“Almost every pharmacist in the country has seen customers who have to choose between medication and food,” said Santo J. Leo, CEO of MailMyPrescriptions.com in Boca Raton, Florida. “Pharmacies aren’t allowed, legally, to help these people pay for their medications because it’s considered a kickback. We need some real reforms to the system ASAP.”
(BEDFORD) – The Lawrence County needle exchange program is now aiming for a December 1 start date, as opposed to November 1.
Sherry Lawson, Lawrence County Health Department public health nurse, says that the reason for the later start date is due to training local law enforcement officers so they are aware of legal protections provided to those who have received services from a needle exchange program.
On Friday, the Indiana State Department of Health declared a public health emergency for Lawrence County in October, allowing the county’s health department to establish a needle-exchange program in an effort to reduce the spread of hepatitis C.
Recently I went on a first date — a stroll in a city park — that went rather well. We had so much in common, from a love of reading to a history of youthful troublemaking. If I wasn’t convinced already he was someone I could relate to, my new friend shared that he’d been cured of Hepatitis C.
I could hardly believe it. Instead of having to awkwardly explain my medical history, I’d met someone who shares it. It was a first. The only other time I’d met people who’d been cured of Hepatitis C, I was at an event at Johns Hopkins celebrating the first 1,000 successes of the new drugs. Some of my fellow drug program participants had gotten it from blood transfusions, some from vaccinations in the military. Some had no idea how.
In any case, our unicorn status can’t go on much longer. According to the director of the Centers for Disease Control, who spoke that day, one in 30 baby boomers has Hepatitis C. Forty percent of those people will die of the virus, at an average age of 59.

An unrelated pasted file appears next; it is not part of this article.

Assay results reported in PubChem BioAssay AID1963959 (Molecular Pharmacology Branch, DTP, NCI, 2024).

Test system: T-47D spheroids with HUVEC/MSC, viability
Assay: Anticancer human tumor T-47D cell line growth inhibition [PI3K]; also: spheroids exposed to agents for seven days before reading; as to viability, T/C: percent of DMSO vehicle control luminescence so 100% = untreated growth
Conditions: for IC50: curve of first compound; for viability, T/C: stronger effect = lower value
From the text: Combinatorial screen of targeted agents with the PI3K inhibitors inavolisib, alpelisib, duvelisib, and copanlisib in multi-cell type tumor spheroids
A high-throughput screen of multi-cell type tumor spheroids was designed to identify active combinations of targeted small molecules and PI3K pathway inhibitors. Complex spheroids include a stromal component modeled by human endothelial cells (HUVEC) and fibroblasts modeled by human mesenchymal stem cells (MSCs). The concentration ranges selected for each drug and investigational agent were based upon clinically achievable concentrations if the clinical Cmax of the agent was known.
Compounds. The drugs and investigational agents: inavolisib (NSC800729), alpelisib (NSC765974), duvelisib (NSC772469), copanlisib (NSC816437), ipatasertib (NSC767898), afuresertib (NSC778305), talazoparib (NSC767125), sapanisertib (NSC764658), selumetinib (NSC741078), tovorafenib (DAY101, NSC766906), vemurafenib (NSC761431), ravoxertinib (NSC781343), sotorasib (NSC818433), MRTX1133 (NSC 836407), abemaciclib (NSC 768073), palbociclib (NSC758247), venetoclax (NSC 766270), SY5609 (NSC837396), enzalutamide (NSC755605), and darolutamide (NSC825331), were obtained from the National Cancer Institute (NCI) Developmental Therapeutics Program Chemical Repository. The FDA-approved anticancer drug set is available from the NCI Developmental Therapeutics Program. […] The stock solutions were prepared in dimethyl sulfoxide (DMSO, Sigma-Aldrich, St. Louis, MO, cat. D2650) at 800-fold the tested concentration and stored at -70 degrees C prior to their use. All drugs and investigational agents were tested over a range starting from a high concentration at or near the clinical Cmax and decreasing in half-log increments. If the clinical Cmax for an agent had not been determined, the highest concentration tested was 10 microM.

Note: this story also includes an audio story – Alan
The Los Angeles Department of Health Services will start approving hepatitis C drugs for active IV drug users, the department’s chief medical officer has told KPCC. Until now, the department had withheld approval for anyone who had not been drug-free for at least six months.
The policy change comes after KPCC reported in August that L.A. County’s guidelines regarding IV drug users were more restrictive than those of the state’s Medi-Cal program.
Most people become infected with hepatitis C by sharing needles or other IV drug equipment. Acknowledging this, Medi-Cal expanded its treatment guidelines last year to include active IV drug among those considered eligible for hepatitis C drugs. Medi-Cal covers the cost of drugs for this population.
Over one million people in low- and middle-income countries have been treated with a revolutionary new cure for hepatitis C since its introduction two years ago.
When Direct Acting Antivirals (DAAs) were first approved for hepatitis C treatment in 2013, there were widespread fears that their high price would put them out of reach for the more than 80 million people with chronic hepatitis C infections worldwide.
The new medicines have a cure rate of over 95%, fewer side effects than previously available therapies, and can completely cure the disease within three months. But at an initial estimated price of some US$85 000 they were unaffordable even in high-income countries.